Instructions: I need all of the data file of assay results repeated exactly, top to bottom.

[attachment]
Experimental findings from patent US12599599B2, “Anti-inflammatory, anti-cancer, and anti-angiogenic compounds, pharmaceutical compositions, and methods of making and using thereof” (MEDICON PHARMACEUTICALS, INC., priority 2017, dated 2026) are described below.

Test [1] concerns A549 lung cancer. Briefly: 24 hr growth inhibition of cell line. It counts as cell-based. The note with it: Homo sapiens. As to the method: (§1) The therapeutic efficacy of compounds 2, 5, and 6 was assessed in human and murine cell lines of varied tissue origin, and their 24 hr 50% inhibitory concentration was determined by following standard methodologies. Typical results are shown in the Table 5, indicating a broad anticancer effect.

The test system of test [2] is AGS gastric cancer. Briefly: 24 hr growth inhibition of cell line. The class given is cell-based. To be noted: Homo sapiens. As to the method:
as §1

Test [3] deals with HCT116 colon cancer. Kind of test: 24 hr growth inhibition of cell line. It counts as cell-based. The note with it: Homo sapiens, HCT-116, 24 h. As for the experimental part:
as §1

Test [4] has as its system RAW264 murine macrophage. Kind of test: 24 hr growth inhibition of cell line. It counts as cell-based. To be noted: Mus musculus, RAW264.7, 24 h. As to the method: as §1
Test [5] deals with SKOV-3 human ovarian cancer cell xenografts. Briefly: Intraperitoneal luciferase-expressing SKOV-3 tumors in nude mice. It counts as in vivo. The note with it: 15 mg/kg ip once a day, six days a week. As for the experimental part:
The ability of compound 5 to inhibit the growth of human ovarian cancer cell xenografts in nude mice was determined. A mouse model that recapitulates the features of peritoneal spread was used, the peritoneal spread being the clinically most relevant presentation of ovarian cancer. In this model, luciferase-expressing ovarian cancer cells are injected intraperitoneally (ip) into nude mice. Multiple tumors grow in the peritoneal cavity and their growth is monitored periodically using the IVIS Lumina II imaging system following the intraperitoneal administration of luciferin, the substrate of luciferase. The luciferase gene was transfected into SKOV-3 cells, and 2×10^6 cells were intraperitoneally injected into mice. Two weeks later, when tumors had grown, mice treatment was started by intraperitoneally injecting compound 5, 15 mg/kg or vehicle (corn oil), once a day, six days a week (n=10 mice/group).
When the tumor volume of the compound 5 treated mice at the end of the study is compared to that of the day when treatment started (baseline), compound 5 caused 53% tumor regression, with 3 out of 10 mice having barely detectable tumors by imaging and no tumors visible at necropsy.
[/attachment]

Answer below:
Experimental findings from patent US12599599B2, “Anti-inflammatory, anti-cancer, and anti-angiogenic compounds, pharmaceutical compositions, and methods of making and using thereof” (MEDICON PHARMACEUTICALS, INC., priority 2017, dated 2026) are described below.

Test [1] concerns A549 lung cancer. Briefly: 24 hr growth inhibition of cell line. It counts as cell-based. The note with it: Homo sapiens. As to the method: (§1) The therapeutic efficacy of compounds 2, 5, and 6 was assessed in human and murine cell lines of varied tissue origin, and their 24 hr 50% inhibitory concentration was determined by following standard methodologies. Typical results are shown in the Table 5, indicating a broad anticancer effect.

The test system of test [2] is AGS gastric cancer. Briefly: 24 hr growth inhibition of cell line. The class given is cell-based. To be noted: Homo sapiens. As to the method:
as §1

Test [3] deals with HCT116 colon cancer. Kind of test: 24 hr growth inhibition of cell line. It counts as cell-based. The note with it: Homo sapiens, HCT-116, 24 h. As for the experimental part:
as §1

Test [4] has as its system RAW264 murine macrophage. Kind of test: 24 hr growth inhibition of cell line. It counts as cell-based. To be noted: Mus musculus, RAW264.7, 24 h. As to the method: as §1
Test [5] deals with SKOV-3 human ovarian cancer cell xenografts. Briefly: Intraperitoneal luciferase-expressing SKOV-3 tumors in nude mice. It counts as in vivo. The note with it: 15 mg/kg ip once a day, six days a week. As for the experimental part:
The ability of compound 5 to inhibit the growth of human ovarian cancer cell xenografts in nude mice was determined. A mouse model that recapitulates the features of peritoneal spread was used, the peritoneal spread being the clinically most relevant presentation of ovarian cancer. In this model, luciferase-expressing ovarian cancer cells are injected intraperitoneally (ip) into nude mice. Multiple tumors grow in the peritoneal cavity and their growth is monitored periodically using the IVIS Lumina II imaging system following the intraperitoneal administration of luciferin, the substrate of luciferase. The luciferase gene was transfected into SKOV-3 cells, and 2×10^6 cells were intraperitoneally injected into mice. Two weeks later, when tumors had grown, mice treatment was started by intraperitoneally injecting compound 5, 15 mg/kg or vehicle (corn oil), once a day, six days a week (n=10 mice/group).
When the tumor volume of the compound 5 treated mice at the end of the study is compared to that of the day when treatment started (baseline), compound 5 caused 53% tumor regression, with 3 out of 10 mice having barely detectable tumors by imaging and no tumors visible at necropsy.